This book examines the policies of the Dutch toward illicit drug use and the effect these policies have had on heroin addicts and drug-related crime.
In many countries, the debate on drug issues has turned into polarization between legalization and prohibition. This book provides a third strategy, a "compromise" between the two extreme positions.
The Netherlands, particularly its capital Amsterdam, is known for its relatively tolerant attitude to the illegal drug phenomenon. In contrast to the American ideology of radical prohibitionism that has resulted in a "war on drugs," the Dutch have adopted their own 'pragmatic' approach, which involves decriminalization of the use of drugs and some (limited) tolerance for the hard drugs scene to become open and visible within society.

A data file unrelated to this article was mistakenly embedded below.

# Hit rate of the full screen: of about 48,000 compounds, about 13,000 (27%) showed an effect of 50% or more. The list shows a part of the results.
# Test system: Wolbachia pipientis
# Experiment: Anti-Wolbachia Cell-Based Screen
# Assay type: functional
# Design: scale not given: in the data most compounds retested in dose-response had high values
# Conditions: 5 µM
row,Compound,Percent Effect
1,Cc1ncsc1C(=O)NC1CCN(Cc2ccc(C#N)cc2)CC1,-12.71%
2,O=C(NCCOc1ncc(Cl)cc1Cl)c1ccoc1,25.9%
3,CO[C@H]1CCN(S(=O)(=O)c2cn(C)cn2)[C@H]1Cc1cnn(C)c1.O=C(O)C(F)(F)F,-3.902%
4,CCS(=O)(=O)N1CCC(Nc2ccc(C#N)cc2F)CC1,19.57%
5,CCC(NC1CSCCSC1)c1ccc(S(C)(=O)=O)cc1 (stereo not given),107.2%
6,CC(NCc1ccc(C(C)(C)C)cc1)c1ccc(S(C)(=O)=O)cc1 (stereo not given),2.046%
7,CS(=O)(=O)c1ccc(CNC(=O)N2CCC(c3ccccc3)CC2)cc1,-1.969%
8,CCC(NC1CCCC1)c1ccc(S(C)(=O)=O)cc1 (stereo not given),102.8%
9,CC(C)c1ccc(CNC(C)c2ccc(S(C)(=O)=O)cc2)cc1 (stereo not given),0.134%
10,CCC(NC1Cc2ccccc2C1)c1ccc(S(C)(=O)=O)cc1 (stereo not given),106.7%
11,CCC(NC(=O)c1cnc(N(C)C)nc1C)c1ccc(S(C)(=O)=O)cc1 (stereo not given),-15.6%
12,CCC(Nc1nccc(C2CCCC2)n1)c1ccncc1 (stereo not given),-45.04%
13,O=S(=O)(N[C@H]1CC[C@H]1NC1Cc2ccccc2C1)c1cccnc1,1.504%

The central theme of this book is to determine whether the life style and the economic behavior of heroin addicts have been influenced by the Dutch social and cultural climate. Emphasis has been put on drug related crime and the influence of methadone maintenance programs on the nature and extent of criminal activities. The results are remarkable.
Martin Grapendaal is a social and organizational psychologist. Since 1984 he has been a researcher at the Research and Documentation Center (RDC) of The Ministry of Justice in the Netherlands, specializing in prison and drug research. Ed Leuw is a criminologist, currently employed by the RDC. His research and publications are mainly in the field of social and judicial drug policy and drug related crime. Hans Nelen is a criminologist and lawyer. Since 1986 he has been a researcher at the RDC, mainly involved in police and drug research. Recently, he has been active in the field of fraud and victimology.